Am I crazy to think Bykov, Peca, Lafontaine, Trihey, Walsh and Dunderdale deserve consideration?
I'd be tempted to look at Ernie Russell before some of these guys. Beat Russell Bowie in scoring once and had a much better team so he was able to win some Stanley cups.

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08-30-2013, 10:56 PM
  #187
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Even the amount of actual offense that is generated during a 60 minute game is a small percentage of game time. Total 70 shot, 10 goal game might have upwards of 10 minutes of offense. The rest of the time defense prevails.
Okay, I'll play along , so if say the Pens beat the NYI 10-1, a guy like Mario spends something like 10 minutes in that game playing offense and maybe 1 actual minute of defense (since the NYI on the flip side only produced 1 goal and in your example that would be 1 minute of offense?).

I'm thinking you might want to reword or perhaps rework that idea.

Quote:
Second aspect is doing the exhaustive research. Getting all the details and comparisons that allow the defensive nuances to surface. What makes the actual difference in performance.
well we can sort of do this for offense between players already but how do we separate when a guy like Guy was playing defense on the 86 Habs team (with Roy who obviously has the largest affect on GA).

I mean there are at elast 5 guys and 2 HOF Dmen who are known for their defesen on that team, how exactly could Guy be so much better than them?

The answer is that he really can't outside of exaggerated observations and interpretations.

Maybe his 100 (out of a scale of 100 defense also is on a team with some other high 90's. On offense we know that he is well below the 100 or even 90 range, more like in the 60's at his very best depending on the metric used.

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08-31-2013, 08:40 PM
  #188
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I know a lot of us check out the results of the last ATD in order to get a rough list of available candidates to make sure they haven't missed anybody. How far someone goes down the list likely varies. I just bring this up because there's a Hall of Fame centre who might be overlooked because he went really late in the last ATD at #692.

Buddy O'Connor: I'm looking at his career and thinking he still comes up a tad short. If not for his Hart win, then he's a lot further off. And that Hart looks like a case of "most valuable" rather than "best" as Lach was the 1st All-Star C that season.

Can anybody sell me on him deserving to be in the top 80?

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08-31-2013, 09:05 PM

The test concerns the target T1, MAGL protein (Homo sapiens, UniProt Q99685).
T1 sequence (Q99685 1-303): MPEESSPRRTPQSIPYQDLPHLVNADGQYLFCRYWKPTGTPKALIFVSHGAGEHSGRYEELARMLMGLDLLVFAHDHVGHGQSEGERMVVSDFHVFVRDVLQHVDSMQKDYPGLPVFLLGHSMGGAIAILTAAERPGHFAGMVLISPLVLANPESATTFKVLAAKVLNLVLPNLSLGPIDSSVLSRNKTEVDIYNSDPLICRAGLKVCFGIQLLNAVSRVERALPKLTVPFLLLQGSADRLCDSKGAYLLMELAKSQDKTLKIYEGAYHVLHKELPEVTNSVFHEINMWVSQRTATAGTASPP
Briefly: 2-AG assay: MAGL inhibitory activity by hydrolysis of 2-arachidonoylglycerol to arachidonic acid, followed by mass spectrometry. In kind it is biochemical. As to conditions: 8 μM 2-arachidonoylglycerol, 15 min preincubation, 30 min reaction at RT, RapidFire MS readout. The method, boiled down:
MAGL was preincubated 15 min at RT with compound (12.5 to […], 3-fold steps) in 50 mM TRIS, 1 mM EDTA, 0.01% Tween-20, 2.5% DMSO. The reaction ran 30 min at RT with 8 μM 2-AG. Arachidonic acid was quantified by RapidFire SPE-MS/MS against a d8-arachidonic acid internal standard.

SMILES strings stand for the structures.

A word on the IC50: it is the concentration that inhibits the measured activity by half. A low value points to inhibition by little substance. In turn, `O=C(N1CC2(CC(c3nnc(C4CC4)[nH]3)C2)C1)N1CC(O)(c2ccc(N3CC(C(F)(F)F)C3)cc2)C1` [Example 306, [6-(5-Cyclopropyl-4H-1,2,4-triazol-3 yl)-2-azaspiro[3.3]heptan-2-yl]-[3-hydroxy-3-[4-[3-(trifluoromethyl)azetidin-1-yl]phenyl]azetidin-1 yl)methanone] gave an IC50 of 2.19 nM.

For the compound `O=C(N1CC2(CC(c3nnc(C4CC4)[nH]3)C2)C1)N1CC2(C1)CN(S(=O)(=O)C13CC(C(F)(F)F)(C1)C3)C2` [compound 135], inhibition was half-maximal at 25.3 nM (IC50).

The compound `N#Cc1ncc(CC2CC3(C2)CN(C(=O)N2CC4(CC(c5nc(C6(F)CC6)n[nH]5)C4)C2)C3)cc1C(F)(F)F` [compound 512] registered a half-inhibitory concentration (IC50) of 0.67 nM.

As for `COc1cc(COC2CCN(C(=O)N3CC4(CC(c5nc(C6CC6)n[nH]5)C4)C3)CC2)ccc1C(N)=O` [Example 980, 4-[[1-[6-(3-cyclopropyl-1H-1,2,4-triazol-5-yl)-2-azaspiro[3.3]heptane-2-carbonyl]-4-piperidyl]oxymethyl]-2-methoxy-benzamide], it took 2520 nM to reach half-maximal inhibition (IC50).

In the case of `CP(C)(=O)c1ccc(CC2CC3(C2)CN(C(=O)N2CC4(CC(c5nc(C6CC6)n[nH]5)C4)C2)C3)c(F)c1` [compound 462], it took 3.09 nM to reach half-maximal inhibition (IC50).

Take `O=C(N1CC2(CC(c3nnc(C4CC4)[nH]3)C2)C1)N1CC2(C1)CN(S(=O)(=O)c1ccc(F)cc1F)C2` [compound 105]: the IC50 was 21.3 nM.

#189
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Can anybody sell me on him deserving to be in the top 80?
Not I, no, fraid not. Indeed, I wonder why he's even an Honored Member in the HHOF (inducted in 1988). Had 2 really good years with the Habs playing on what was called the Razzle Dazzle Line with his childood friends Morin & Heffernan, then some serious points with the Rangers during the early years of WW2. Small, lightweight (under 150lbs) player. Not really extraordinary near as I can tell beyond being crafty, ice savvy, a trickster & fast. If he was that good why did Montreal trade him?

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08-31-2013, 10:35 PM
  #190
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are Firsov and Zetterberg considered centres?

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08-31-2013, 10:40 PM
  #191
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are Firsov and Zetterberg considered centres?
Zetterberg yes. Firsov no.
http://hfboards.hockeysfuture.com/sh...386941&page=11

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08-31-2013, 11:09 PM
  #192
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Indeed, I wonder why he's even an Honored Member in the HHOF (inducted in 1988).
O'Connor was a pick by the Veteran's Committee. The Veteran's Committee inducted players, mostly from the 1930s and 1940s, who were not inducted by people who saw them play. It sure seems like they did nothing more than look at O'Connor's Hart Trophy and induct him based on that, but who knows, since the whole thing is in secret.

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08-31-2013, 11:59 PM
  #193
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Buddy O'Connor

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Originally Posted by TheDevilMadeMe View Post